Generally, every required mental element must be alleged. See, e. g., Nelson v. United States, 406 F.2d 1136 (10th Cir. 1969) (alleging defendant Knowingly conspired to cause altered securities to be transported not sufficient when offense also includes element of Fraudulent intent ); Robinson v. United States, 263 F.2d 911 (10th Cir. 1959) (alleging Knowingly conspired to sell drugs not sufficient when offense also includes element of Known to be imported contrary to law ). When the same mental element is required for each act, however, an initial recital of that element is sufficient.


Convictions should not be reversed for minor, technical irregularities that do not prejudice the accused. Russell v. United States, 369 U.S. 749, 763, 82 S.Ct. 1038, 8 L.Ed.2d 240 (1962). See Fed.R.Crim.P. 52(a). The travel act charge wording is similar to that approved in United States v. Levine, 457 F.2d 1186 (10th Cir. 1972), in which we held it is enough if the count substantially follows the wording of the statute and outlines the elements of the offense and the charges the accused must meet. The indictment here contained a substantially accurate statement of the law and outlined the elements of the offenses charged. We find it adequately warned Stevens of the charges he had to meet.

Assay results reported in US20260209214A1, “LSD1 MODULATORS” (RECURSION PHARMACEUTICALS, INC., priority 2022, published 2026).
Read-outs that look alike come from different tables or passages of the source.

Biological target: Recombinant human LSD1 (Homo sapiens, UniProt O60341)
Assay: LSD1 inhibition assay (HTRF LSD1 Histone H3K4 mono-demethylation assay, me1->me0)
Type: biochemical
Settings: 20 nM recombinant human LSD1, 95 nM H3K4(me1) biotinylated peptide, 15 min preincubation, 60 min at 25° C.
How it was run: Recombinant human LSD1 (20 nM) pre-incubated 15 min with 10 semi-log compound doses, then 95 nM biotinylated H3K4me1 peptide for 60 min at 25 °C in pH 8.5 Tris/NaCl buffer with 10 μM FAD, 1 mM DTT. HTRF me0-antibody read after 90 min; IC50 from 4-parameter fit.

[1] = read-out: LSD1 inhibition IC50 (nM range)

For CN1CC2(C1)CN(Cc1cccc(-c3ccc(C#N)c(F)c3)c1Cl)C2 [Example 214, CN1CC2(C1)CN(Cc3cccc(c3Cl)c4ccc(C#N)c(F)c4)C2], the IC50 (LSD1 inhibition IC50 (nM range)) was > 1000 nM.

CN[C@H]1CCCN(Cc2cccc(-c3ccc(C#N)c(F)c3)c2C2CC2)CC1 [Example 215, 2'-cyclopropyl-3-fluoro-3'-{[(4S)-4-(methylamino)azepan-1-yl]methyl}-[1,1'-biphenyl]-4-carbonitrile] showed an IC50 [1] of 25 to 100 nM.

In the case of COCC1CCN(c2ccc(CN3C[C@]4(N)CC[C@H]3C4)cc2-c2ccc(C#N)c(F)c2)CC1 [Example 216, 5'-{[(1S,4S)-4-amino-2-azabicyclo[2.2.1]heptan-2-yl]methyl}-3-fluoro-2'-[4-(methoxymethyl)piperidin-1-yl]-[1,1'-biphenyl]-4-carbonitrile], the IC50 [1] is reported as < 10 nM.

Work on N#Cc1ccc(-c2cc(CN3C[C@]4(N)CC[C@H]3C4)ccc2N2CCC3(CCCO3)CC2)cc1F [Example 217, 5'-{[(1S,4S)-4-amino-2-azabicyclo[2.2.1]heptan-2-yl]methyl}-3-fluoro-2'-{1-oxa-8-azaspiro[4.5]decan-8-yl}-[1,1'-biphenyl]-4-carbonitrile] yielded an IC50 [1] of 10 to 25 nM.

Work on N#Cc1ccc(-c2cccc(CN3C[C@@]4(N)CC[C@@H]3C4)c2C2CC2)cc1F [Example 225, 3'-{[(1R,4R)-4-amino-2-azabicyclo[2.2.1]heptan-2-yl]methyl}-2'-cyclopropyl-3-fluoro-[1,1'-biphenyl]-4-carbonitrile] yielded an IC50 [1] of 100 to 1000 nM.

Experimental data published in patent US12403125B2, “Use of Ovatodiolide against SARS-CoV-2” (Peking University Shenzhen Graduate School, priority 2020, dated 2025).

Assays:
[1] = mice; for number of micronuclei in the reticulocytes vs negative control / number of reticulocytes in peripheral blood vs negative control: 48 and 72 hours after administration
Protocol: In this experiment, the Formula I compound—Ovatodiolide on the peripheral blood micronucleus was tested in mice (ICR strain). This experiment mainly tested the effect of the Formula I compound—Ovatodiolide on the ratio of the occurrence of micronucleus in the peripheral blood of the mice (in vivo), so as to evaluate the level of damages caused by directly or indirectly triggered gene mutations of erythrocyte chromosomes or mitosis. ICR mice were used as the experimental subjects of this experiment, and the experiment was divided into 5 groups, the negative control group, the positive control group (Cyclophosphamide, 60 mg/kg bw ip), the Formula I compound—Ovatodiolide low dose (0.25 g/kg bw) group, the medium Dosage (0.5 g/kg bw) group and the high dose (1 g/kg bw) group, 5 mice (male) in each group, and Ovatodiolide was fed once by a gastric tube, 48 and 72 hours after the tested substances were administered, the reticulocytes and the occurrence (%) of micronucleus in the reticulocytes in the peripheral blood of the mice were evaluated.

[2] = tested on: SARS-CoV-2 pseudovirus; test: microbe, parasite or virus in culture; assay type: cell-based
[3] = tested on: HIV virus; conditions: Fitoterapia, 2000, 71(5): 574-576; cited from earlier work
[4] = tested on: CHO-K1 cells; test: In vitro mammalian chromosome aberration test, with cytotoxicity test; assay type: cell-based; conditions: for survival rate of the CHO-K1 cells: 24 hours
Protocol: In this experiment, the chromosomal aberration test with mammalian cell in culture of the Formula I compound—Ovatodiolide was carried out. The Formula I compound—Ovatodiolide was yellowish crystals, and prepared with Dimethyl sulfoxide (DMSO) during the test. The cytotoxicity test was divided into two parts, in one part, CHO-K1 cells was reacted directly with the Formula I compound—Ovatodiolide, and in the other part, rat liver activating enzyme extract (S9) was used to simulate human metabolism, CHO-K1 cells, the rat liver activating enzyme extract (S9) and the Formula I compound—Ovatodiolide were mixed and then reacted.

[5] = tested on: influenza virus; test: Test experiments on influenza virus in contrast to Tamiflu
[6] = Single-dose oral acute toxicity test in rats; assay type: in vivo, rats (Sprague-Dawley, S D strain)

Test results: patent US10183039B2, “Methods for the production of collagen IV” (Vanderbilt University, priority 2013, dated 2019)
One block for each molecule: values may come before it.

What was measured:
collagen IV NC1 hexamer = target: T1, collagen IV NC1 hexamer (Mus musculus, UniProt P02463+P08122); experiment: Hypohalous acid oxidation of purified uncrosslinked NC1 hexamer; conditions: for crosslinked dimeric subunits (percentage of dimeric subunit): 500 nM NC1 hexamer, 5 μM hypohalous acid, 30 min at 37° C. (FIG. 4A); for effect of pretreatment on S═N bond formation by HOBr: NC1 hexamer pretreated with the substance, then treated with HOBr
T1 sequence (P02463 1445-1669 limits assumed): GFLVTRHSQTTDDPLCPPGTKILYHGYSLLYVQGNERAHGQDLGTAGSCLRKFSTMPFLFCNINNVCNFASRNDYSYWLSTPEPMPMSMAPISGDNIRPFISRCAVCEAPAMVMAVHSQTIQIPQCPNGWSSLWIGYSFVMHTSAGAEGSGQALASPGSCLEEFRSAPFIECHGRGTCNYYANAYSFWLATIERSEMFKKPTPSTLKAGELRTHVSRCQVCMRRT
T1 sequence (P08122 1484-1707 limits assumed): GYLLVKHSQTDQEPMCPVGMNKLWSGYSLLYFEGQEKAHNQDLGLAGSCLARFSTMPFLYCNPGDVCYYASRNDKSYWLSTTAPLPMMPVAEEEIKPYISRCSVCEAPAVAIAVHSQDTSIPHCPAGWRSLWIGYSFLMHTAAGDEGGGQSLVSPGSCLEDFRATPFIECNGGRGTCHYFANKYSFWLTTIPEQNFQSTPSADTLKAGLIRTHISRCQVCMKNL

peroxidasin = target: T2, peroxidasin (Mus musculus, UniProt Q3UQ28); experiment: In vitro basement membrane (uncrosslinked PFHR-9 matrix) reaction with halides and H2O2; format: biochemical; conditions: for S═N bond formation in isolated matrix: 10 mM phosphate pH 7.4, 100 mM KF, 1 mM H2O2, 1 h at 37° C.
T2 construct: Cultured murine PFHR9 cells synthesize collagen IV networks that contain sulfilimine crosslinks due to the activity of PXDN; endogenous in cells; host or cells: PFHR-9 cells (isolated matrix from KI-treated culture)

Appellant's argument that no overt act was charged in the travel act count does not impress us. Overt acts are alleged and were proved in connection with the conspiracy count. We do not think it is necessary to reallege overt acts with respect to the conspiracy in the travel act count, which fairly meets the standard set forth in Levine. See United States v. King, 521 F.2d 61 (10th Cir. 1975); United States v. Levine, 457 F.2d at 1188 n.1.